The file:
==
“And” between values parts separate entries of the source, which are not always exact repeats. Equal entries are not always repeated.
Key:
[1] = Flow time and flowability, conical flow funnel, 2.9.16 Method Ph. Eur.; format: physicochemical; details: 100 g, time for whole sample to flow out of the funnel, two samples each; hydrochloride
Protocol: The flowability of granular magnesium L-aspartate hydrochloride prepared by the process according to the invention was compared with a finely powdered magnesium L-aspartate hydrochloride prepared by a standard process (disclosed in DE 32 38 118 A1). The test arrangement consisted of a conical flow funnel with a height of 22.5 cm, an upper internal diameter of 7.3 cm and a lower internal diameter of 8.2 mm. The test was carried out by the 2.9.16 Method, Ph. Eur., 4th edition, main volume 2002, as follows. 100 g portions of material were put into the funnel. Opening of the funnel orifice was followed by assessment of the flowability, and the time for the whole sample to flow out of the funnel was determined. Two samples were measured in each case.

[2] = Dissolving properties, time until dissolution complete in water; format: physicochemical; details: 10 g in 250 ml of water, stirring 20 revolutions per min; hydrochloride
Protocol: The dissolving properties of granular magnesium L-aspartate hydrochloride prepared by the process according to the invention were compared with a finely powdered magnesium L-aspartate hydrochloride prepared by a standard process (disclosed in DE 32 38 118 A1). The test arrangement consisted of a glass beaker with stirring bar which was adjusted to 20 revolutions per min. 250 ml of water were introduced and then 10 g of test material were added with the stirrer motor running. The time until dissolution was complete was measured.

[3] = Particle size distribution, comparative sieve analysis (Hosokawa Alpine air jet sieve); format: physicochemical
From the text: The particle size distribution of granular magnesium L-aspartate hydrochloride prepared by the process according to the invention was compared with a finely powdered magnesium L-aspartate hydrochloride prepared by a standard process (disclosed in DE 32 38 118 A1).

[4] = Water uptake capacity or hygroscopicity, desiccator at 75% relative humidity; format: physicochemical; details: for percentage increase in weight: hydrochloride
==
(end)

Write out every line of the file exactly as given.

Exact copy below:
“And” between values parts separate entries of the source, which are not always exact repeats. Equal entries are not always repeated.
Key:
[1] = Flow time and flowability, conical flow funnel, 2.9.16 Method Ph. Eur.; format: physicochemical; details: 100 g, time for whole sample to flow out of the funnel, two samples each; hydrochloride
Protocol: The flowability of granular magnesium L-aspartate hydrochloride prepared by the process according to the invention was compared with a finely powdered magnesium L-aspartate hydrochloride prepared by a standard process (disclosed in DE 32 38 118 A1). The test arrangement consisted of a conical flow funnel with a height of 22.5 cm, an upper internal diameter of 7.3 cm and a lower internal diameter of 8.2 mm. The test was carried out by the 2.9.16 Method, Ph. Eur., 4th edition, main volume 2002, as follows. 100 g portions of material were put into the funnel. Opening of the funnel orifice was followed by assessment of the flowability, and the time for the whole sample to flow out of the funnel was determined. Two samples were measured in each case.

[2] = Dissolving properties, time until dissolution complete in water; format: physicochemical; details: 10 g in 250 ml of water, stirring 20 revolutions per min; hydrochloride
Protocol: The dissolving properties of granular magnesium L-aspartate hydrochloride prepared by the process according to the invention were compared with a finely powdered magnesium L-aspartate hydrochloride prepared by a standard process (disclosed in DE 32 38 118 A1). The test arrangement consisted of a glass beaker with stirring bar which was adjusted to 20 revolutions per min. 250 ml of water were introduced and then 10 g of test material were added with the stirrer motor running. The time until dissolution was complete was measured.

[3] = Particle size distribution, comparative sieve analysis (Hosokawa Alpine air jet sieve); format: physicochemical
From the text: The particle size distribution of granular magnesium L-aspartate hydrochloride prepared by the process according to the invention was compared with a finely powdered magnesium L-aspartate hydrochloride prepared by a standard process (disclosed in DE 32 38 118 A1).

[4] = Water uptake capacity or hygroscopicity, desiccator at 75% relative humidity; format: physicochemical; details: for percentage increase in weight: hydrochloride